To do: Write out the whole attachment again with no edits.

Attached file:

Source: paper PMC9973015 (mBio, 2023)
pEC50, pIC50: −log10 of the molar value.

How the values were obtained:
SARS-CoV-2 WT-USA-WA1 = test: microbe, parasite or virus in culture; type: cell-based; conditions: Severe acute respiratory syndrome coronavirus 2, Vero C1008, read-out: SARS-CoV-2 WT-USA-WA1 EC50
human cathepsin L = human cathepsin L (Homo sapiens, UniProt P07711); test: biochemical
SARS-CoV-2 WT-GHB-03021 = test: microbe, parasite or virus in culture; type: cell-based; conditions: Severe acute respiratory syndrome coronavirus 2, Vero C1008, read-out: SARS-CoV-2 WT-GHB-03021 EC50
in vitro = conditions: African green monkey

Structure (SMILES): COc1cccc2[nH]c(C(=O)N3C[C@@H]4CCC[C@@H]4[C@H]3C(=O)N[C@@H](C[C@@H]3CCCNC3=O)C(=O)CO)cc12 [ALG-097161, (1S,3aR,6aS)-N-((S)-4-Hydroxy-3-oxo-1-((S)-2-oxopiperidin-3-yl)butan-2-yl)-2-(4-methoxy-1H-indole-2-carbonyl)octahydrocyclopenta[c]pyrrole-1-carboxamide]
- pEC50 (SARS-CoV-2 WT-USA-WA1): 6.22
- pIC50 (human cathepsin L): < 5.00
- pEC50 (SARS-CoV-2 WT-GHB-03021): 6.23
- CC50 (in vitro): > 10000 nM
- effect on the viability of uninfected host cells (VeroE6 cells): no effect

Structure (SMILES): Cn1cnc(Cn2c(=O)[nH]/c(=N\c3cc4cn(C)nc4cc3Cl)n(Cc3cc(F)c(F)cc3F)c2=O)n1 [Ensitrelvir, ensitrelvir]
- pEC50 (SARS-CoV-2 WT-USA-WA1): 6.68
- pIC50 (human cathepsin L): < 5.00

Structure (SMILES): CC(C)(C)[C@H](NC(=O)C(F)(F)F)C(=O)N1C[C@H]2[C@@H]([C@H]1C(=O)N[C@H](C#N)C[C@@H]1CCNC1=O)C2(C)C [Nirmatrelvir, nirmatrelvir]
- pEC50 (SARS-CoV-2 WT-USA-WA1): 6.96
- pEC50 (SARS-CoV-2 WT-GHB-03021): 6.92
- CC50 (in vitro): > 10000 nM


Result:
Source: paper PMC9973015 (mBio, 2023)
pEC50, pIC50: −log10 of the molar value.

How the values were obtained:
SARS-CoV-2 WT-USA-WA1 = test: microbe, parasite or virus in culture; type: cell-based; conditions: Severe acute respiratory syndrome coronavirus 2, Vero C1008, read-out: SARS-CoV-2 WT-USA-WA1 EC50
human cathepsin L = human cathepsin L (Homo sapiens, UniProt P07711); test: biochemical
SARS-CoV-2 WT-GHB-03021 = test: microbe, parasite or virus in culture; type: cell-based; conditions: Severe acute respiratory syndrome coronavirus 2, Vero C1008, read-out: SARS-CoV-2 WT-GHB-03021 EC50
in vitro = conditions: African green monkey

Structure (SMILES): COc1cccc2[nH]c(C(=O)N3C[C@@H]4CCC[C@@H]4[C@H]3C(=O)N[C@@H](C[C@@H]3CCCNC3=O)C(=O)CO)cc12 [ALG-097161, (1S,3aR,6aS)-N-((S)-4-Hydroxy-3-oxo-1-((S)-2-oxopiperidin-3-yl)butan-2-yl)-2-(4-methoxy-1H-indole-2-carbonyl)octahydrocyclopenta[c]pyrrole-1-carboxamide]
- pEC50 (SARS-CoV-2 WT-USA-WA1): 6.22
- pIC50 (human cathepsin L): < 5.00
- pEC50 (SARS-CoV-2 WT-GHB-03021): 6.23
- CC50 (in vitro): > 10000 nM
- effect on the viability of uninfected host cells (VeroE6 cells): no effect

Structure (SMILES): Cn1cnc(Cn2c(=O)[nH]/c(=N\c3cc4cn(C)nc4cc3Cl)n(Cc3cc(F)c(F)cc3F)c2=O)n1 [Ensitrelvir, ensitrelvir]
- pEC50 (SARS-CoV-2 WT-USA-WA1): 6.68
- pIC50 (human cathepsin L): < 5.00

Structure (SMILES): CC(C)(C)[C@H](NC(=O)C(F)(F)F)C(=O)N1C[C@H]2[C@@H]([C@H]1C(=O)N[C@H](C#N)C[C@@H]1CCNC1=O)C2(C)C [Nirmatrelvir, nirmatrelvir]
- pEC50 (SARS-CoV-2 WT-USA-WA1): 6.96
- pEC50 (SARS-CoV-2 WT-GHB-03021): 6.92
- CC50 (in vitro): > 10000 nM